I’ve become a big fan of Tim Ferriss. He’s got a lot of interesting things to say, and his book The 4-Hour Workweek has significantly influenced me.
Though I don’t know if he’s a Christian, he has a lot to say about fully living life. For example, here he’s talking about trying to answer the big questions such as “What is the meaning of life?” or “What is the point of it all?”:
I am 100% convinced that most big questions we feel compelled to face – handed down through centuries of over thinking and mistranslation- use terms so undefined as to make attempting to answer them a complete waste of time. (There is a place for koans and rhetorical meditative questions, but these tools are optional and outside the scope of this book. Most questions without answers are just poorly worded.) This isn’t depressing. It’s liberating.
Before spending time on a stress-inducing question, big or otherwise, ensure that the answer is “yes” to the following two questions:
1. Have I decided on a single meaning for each term in the question?
2. Can an answer to this question be acted upon to improve things?
“What is the meaning of life?” fails the first and thus the second. Questions about things beyond your sphere of influence like “What if the train is late tomorrow?” fail the second and should thus be ignored. These are not worthwhile questions. If you can’t define it or act upon it, forget it. If you take just this point from this book, it will put you in the top 1% of performers in the world and keep most philosophical distress out of your life.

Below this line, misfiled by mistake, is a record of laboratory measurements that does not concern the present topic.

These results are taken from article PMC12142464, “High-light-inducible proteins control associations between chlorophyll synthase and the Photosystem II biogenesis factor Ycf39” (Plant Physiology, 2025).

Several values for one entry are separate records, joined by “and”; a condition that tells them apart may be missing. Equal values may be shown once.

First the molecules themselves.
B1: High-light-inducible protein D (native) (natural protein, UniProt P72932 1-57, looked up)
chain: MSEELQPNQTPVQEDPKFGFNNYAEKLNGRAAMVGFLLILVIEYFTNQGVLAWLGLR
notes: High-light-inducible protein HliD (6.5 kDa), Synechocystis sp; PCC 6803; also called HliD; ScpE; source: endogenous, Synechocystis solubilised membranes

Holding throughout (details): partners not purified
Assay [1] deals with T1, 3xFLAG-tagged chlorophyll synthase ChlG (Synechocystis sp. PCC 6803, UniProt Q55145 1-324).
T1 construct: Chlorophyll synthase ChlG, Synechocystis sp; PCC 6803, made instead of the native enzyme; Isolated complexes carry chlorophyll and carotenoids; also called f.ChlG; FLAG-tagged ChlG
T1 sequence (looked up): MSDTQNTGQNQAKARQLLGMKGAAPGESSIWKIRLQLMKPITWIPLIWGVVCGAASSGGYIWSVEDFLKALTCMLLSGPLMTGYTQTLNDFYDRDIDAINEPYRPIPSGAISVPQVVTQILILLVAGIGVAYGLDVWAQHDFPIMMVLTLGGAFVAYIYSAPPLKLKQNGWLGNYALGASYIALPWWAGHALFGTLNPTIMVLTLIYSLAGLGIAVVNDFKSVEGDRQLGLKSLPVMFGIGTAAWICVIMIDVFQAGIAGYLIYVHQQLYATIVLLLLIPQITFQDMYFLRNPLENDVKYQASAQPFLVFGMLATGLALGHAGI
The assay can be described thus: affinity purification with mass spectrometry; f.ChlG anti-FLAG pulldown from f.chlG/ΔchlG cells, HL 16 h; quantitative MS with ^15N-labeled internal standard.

Sharpening your logical and practical mental toolbox is not being an atheist or unspiritual. It’s not being crass and it’s not being superficial. It’s being smart and putting your effort where it can make the biggest difference for yourself and others.
— from The 4-Hour Workweek, p. 268-269
This is related to a recent post of mine where I try to make the point that if you can’t do anything about something, don’t worry about it.
Of course, I do believe there is an answer to the question “What’s the meaning of life?” and it is to devote that life to God – learning what he has to say to me, and then adhering to that to the best of my ability. Some of you out there will disagree about that, and that’s fine. But whether or not you are devoting your life to God’s service, I think Tim’s advice is valuable.